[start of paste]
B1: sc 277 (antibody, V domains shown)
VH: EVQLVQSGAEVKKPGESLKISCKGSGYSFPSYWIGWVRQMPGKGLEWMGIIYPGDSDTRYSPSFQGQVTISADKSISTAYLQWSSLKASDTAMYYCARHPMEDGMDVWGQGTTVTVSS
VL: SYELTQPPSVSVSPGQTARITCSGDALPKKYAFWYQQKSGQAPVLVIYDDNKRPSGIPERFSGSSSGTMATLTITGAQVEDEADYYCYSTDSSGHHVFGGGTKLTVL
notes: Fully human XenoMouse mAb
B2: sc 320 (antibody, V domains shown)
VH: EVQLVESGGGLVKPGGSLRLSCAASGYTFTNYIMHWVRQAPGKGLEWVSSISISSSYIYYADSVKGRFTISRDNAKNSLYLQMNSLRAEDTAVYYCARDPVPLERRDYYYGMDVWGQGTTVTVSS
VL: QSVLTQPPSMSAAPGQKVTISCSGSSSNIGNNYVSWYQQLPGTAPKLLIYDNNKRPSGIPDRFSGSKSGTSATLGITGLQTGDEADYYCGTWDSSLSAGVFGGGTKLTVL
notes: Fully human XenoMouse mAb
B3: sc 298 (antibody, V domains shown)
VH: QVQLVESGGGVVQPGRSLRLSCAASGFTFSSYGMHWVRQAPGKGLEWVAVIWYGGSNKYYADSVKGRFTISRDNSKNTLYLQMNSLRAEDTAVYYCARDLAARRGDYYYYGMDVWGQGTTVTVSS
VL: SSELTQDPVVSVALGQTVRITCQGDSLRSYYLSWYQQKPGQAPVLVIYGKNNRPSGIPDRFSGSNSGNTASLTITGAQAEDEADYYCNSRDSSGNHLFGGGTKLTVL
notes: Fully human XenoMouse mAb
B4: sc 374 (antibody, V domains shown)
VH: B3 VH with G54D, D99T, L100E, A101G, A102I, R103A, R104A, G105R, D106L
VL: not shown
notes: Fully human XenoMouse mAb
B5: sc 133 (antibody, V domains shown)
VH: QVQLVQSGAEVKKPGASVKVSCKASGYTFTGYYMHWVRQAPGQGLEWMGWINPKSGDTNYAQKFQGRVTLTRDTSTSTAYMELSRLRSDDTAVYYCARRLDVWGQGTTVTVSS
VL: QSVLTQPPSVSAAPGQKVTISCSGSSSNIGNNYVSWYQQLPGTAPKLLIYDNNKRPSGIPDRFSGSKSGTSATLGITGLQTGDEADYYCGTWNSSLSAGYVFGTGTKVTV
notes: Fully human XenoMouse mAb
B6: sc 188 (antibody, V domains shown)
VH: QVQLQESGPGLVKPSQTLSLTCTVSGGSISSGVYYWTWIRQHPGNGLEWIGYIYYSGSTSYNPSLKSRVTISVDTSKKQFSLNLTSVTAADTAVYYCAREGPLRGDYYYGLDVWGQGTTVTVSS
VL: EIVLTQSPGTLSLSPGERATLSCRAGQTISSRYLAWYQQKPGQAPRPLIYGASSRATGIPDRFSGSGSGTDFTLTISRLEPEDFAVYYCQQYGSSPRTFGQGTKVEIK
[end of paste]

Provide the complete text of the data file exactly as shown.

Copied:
B1: sc 277 (antibody, V domains shown)
VH: EVQLVQSGAEVKKPGESLKISCKGSGYSFPSYWIGWVRQMPGKGLEWMGIIYPGDSDTRYSPSFQGQVTISADKSISTAYLQWSSLKASDTAMYYCARHPMEDGMDVWGQGTTVTVSS
VL: SYELTQPPSVSVSPGQTARITCSGDALPKKYAFWYQQKSGQAPVLVIYDDNKRPSGIPERFSGSSSGTMATLTITGAQVEDEADYYCYSTDSSGHHVFGGGTKLTVL
notes: Fully human XenoMouse mAb
B2: sc 320 (antibody, V domains shown)
VH: EVQLVESGGGLVKPGGSLRLSCAASGYTFTNYIMHWVRQAPGKGLEWVSSISISSSYIYYADSVKGRFTISRDNAKNSLYLQMNSLRAEDTAVYYCARDPVPLERRDYYYGMDVWGQGTTVTVSS
VL: QSVLTQPPSMSAAPGQKVTISCSGSSSNIGNNYVSWYQQLPGTAPKLLIYDNNKRPSGIPDRFSGSKSGTSATLGITGLQTGDEADYYCGTWDSSLSAGVFGGGTKLTVL
notes: Fully human XenoMouse mAb
B3: sc 298 (antibody, V domains shown)
VH: QVQLVESGGGVVQPGRSLRLSCAASGFTFSSYGMHWVRQAPGKGLEWVAVIWYGGSNKYYADSVKGRFTISRDNSKNTLYLQMNSLRAEDTAVYYCARDLAARRGDYYYYGMDVWGQGTTVTVSS
VL: SSELTQDPVVSVALGQTVRITCQGDSLRSYYLSWYQQKPGQAPVLVIYGKNNRPSGIPDRFSGSNSGNTASLTITGAQAEDEADYYCNSRDSSGNHLFGGGTKLTVL
notes: Fully human XenoMouse mAb
B4: sc 374 (antibody, V domains shown)
VH: B3 VH with G54D, D99T, L100E, A101G, A102I, R103A, R104A, G105R, D106L
VL: not shown
notes: Fully human XenoMouse mAb
B5: sc 133 (antibody, V domains shown)
VH: QVQLVQSGAEVKKPGASVKVSCKASGYTFTGYYMHWVRQAPGQGLEWMGWINPKSGDTNYAQKFQGRVTLTRDTSTSTAYMELSRLRSDDTAVYYCARRLDVWGQGTTVTVSS
VL: QSVLTQPPSVSAAPGQKVTISCSGSSSNIGNNYVSWYQQLPGTAPKLLIYDNNKRPSGIPDRFSGSKSGTSATLGITGLQTGDEADYYCGTWNSSLSAGYVFGTGTKVTV
notes: Fully human XenoMouse mAb
B6: sc 188 (antibody, V domains shown)
VH: QVQLQESGPGLVKPSQTLSLTCTVSGGSISSGVYYWTWIRQHPGNGLEWIGYIYYSGSTSYNPSLKSRVTISVDTSKKQFSLNLTSVTAADTAVYYCAREGPLRGDYYYGLDVWGQGTTVTVSS
VL: EIVLTQSPGTLSLSPGERATLSCRAGQTISSRYLAWYQQKPGQAPRPLIYGASSRATGIPDRFSGSGSGTDFTLTISRLEPEDFAVYYCQQYGSSPRTFGQGTKVEIK